• France's news in English
 
app_header_v3

French couple, 86, slam 'cruel' law in suicide note

Dan MacGuill · 25 Nov 2013, 13:57

Published: 25 Nov 2013 13:57 GMT+01:00

France has been moved in recent days by the suicide of Georgette and Bernard Cazes, a couple, both aged 86, who took their own lives together in a luxury Paris hotel on Friday.

The couple, together since their teens, checked into the world-famous Hotel Lutetia on Thursday night and at some point in the night, they took medication designed to induce a painless death, according to Le Parisien. The couple also ordered breakfast to be delivered to their room in the morning to ensure they would be found quickly.

Georgette and Bernard were discovered dead, hand-in-hand, in their bed on Friday morning by a member of staff.  Two letters were left by their bedside.

On Monday it was revealed that one of them contained a scathing attack on France’s prohibition of euthanasia.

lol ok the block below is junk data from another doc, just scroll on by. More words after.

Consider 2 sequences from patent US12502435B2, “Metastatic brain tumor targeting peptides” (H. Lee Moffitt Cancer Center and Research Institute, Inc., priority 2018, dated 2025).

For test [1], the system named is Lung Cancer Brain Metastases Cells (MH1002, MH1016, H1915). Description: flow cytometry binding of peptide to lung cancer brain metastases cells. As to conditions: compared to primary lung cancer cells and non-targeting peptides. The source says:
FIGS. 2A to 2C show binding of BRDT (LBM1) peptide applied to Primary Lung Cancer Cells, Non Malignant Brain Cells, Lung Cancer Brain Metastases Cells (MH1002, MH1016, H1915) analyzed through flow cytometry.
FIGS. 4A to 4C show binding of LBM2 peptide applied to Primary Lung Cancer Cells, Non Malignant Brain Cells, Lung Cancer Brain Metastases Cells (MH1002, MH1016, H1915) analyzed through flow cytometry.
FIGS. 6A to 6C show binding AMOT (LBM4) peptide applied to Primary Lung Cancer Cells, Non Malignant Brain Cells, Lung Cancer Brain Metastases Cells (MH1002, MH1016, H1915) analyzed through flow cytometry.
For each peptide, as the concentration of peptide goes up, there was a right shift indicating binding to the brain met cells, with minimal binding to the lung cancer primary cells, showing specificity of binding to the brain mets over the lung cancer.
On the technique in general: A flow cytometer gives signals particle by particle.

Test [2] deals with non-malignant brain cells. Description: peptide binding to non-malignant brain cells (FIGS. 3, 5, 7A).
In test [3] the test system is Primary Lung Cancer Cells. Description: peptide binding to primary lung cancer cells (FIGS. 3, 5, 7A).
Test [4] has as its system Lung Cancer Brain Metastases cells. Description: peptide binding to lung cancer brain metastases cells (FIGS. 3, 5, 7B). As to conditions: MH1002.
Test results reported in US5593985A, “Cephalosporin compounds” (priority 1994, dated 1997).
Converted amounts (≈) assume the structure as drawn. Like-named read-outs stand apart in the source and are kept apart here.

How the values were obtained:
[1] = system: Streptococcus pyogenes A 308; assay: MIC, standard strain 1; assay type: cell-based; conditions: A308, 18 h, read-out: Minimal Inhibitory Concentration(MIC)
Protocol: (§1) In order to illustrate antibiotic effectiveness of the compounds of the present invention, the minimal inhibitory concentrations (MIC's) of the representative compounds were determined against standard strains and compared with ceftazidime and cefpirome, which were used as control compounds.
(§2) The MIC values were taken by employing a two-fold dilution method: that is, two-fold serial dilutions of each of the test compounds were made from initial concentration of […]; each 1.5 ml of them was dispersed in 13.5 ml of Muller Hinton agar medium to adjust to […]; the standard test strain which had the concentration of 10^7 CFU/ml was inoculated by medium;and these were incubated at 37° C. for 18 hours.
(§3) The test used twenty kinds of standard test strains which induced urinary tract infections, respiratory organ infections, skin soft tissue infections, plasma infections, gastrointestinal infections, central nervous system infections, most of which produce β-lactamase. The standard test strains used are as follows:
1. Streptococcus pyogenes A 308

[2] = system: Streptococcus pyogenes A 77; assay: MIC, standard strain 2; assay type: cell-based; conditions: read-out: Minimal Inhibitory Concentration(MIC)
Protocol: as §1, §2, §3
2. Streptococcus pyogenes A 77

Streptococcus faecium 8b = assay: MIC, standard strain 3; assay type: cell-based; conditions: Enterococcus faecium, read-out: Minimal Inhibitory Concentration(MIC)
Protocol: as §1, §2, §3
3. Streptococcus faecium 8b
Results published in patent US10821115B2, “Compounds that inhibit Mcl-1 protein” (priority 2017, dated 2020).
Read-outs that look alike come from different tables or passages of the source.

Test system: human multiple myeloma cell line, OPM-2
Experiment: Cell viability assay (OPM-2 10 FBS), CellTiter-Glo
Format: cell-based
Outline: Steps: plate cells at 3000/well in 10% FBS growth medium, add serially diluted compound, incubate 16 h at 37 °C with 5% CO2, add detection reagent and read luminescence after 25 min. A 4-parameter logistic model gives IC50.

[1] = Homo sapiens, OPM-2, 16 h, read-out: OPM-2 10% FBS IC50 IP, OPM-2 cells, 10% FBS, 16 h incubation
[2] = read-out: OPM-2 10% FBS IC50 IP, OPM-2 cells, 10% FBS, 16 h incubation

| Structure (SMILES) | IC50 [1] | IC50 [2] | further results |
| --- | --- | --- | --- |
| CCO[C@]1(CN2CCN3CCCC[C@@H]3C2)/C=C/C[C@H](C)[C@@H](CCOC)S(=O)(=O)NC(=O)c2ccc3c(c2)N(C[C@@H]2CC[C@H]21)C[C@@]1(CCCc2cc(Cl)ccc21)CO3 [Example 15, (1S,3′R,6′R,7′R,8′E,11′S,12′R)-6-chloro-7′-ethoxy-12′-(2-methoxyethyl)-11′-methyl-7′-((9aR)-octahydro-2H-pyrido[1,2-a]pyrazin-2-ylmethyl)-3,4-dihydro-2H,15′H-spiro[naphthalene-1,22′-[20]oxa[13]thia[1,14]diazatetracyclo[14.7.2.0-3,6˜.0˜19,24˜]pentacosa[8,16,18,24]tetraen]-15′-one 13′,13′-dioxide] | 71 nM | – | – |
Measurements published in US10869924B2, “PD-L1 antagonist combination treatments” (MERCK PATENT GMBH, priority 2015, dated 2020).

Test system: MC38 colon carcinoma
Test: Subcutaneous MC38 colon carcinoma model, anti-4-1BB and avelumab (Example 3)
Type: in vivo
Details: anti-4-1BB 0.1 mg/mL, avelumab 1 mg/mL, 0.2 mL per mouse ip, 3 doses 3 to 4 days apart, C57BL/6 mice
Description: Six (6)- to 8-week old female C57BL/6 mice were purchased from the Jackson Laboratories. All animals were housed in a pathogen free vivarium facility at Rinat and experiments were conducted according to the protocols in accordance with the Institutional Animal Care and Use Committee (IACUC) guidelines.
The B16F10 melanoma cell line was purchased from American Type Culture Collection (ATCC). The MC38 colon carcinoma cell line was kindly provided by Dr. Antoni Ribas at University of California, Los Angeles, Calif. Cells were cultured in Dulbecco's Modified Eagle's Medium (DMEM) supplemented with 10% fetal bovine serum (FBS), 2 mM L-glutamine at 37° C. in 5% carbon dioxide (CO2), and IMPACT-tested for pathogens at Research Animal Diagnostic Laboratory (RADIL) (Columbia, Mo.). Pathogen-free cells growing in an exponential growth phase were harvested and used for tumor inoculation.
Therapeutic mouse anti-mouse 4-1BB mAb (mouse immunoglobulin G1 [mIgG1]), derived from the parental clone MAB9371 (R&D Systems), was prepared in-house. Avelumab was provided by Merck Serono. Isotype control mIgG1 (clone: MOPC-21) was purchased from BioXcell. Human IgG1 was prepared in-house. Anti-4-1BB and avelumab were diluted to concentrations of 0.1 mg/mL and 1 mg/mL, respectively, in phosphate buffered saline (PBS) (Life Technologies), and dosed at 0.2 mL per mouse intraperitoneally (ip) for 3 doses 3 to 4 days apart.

Bernard and Georgette Cazes, pictured at the age of 29, in 1956; Photo: Screengrab/Le Parisien

“By what right can a person be forced into a cruel [situation], when they wish to end their life peacefully?” asked the letter, parts of which were quoted in Le Parisien on Monday.

“Isn’t my freedom only limited by the freedom of others? By what right can they prevent a person [from ending their life peacefully], when they’ve paid their taxes, have no debts to the state, have worked all their lives, and then done voluntary service?”

Georgette, in particular, expressed her anger at being denied the “gentle death” they sought, by France’s long-standing ban on euthanasia.

Underlining the couple’s determination, their eldest son told Le Parisien on Monday that they had made their decision to die together “several decades ago.”

“They feared being separated or dependent, more than they feared death,” he added.